White received the Connecticut Land Conservation Council’s Katchen Coley Excellence in Conservation Award in 2017 and was the first conservation professional to receive the award. He continues to work in the preservation endeavor and to date has been involved with the permanent protection of over 25,000 acres of wild and working lands. He attributes his success directly to the energies of the remarkable conservation communities of New England and especially to volunteer board members who selflessly contribute their minds and labors and income to land protection.
White has been a lecturer in biology and conservation biology at Syracuse University and in environmental science at Northwestern Connecticut Community College. He has been a repeat presenter and workshop convener at events including the Connecticut Land Conservation Council Annual Conferences and the New York State Land Trust Summits. He is a member of the Society for Conservation Biology, Ecological Society of America, American Conifer Society, and the Society For Industrial Archaeology.
His avocations include meteorology, aerial photography, alpine skiing, conifer and native hardwoods culture, searching for old-growth trees, beekeeping, his West German-Czech-line German shepherd dogs (Riley (Alakazam von Nadar) and Amber (Viva vom Haus Huro)), SCCA Club Racing (winning the 2011 North Atlantic Road Racing Championship (NARRC) in Formula V), vintage electronics restoration (specializing in early tube radios 1917-1925), amateur radio (including HF, VHF, AM Band DXing, and satellite communications and winning several American Radio Relay League contests in mobile microwave work), and radio-controlled model aviation with specializations in multirotors and long-distance FPV fixed-wing flight. In his younger days, his avocations included New England rock and ice climbing and general aviation. He is an active member of the National Ski Patrol and is an Alpine Ski Patroller at Jiminy Peak in the Northern Berkshires.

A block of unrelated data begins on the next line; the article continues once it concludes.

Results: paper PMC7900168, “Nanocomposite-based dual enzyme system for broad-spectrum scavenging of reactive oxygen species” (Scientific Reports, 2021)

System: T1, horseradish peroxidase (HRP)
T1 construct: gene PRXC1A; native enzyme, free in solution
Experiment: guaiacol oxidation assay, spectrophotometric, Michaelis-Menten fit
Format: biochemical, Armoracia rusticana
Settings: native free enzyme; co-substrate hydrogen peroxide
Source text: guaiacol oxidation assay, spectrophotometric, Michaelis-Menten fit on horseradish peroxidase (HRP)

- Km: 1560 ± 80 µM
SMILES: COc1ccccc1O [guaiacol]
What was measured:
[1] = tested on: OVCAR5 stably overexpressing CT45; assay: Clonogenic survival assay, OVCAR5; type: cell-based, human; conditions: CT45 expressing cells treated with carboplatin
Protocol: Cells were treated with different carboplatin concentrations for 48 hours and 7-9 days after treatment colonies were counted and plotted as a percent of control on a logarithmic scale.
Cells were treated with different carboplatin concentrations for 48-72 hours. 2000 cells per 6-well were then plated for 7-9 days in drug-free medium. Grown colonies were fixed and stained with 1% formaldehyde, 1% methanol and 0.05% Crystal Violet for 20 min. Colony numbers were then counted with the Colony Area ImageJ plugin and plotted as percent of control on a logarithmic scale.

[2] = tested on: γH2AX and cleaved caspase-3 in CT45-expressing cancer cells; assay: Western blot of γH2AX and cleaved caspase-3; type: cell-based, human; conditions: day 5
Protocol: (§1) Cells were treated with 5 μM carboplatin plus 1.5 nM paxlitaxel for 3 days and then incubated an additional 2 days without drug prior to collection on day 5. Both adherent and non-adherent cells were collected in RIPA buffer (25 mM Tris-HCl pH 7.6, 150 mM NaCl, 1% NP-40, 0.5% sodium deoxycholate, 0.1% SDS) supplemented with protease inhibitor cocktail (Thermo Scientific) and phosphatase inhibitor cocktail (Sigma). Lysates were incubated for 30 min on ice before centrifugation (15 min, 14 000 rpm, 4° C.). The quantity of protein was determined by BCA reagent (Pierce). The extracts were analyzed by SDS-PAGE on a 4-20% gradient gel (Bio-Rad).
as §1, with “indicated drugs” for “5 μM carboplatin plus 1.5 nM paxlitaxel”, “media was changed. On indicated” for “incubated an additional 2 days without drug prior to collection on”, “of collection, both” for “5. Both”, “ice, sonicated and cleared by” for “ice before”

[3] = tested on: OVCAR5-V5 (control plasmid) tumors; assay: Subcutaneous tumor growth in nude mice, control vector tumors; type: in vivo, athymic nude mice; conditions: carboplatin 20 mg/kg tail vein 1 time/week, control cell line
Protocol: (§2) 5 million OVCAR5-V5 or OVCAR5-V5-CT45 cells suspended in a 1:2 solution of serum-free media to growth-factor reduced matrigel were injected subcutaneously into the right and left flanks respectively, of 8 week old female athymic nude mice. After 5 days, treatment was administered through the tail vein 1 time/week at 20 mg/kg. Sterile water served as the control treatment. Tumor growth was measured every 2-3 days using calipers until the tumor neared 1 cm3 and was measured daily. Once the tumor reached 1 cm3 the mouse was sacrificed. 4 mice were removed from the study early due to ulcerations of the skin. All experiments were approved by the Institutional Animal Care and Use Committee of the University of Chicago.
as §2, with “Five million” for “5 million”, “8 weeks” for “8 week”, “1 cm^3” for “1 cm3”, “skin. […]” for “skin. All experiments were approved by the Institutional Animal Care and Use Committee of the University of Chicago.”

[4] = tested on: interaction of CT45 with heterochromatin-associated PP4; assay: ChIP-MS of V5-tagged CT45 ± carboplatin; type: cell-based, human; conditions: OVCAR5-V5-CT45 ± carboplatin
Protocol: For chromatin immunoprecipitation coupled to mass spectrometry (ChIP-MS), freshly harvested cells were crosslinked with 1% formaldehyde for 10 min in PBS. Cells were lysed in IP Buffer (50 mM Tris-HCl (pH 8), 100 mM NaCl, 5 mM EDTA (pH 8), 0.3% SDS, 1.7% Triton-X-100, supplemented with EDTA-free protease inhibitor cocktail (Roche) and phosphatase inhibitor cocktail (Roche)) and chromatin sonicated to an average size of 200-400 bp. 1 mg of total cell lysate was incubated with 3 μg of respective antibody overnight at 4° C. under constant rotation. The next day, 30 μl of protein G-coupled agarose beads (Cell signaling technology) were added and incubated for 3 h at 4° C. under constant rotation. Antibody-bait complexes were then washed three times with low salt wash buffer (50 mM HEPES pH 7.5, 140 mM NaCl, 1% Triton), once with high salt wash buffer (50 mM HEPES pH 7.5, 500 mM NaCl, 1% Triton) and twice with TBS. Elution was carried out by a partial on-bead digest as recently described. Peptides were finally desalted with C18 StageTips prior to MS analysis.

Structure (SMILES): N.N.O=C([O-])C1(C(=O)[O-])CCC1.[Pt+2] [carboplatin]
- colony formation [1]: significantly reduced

Harry and his wife Ann Marie, the Library Director at the Oliver Wolcott Library in Litchfield, live at Wild River Farm in Colebrook, Connecticut along Sandy Brook and adjacent to Algonquin State Forest. A lifelong New England woodsman, White has been active in the scientific and stewardship aspects of natural and traditional working land preservation since 1990.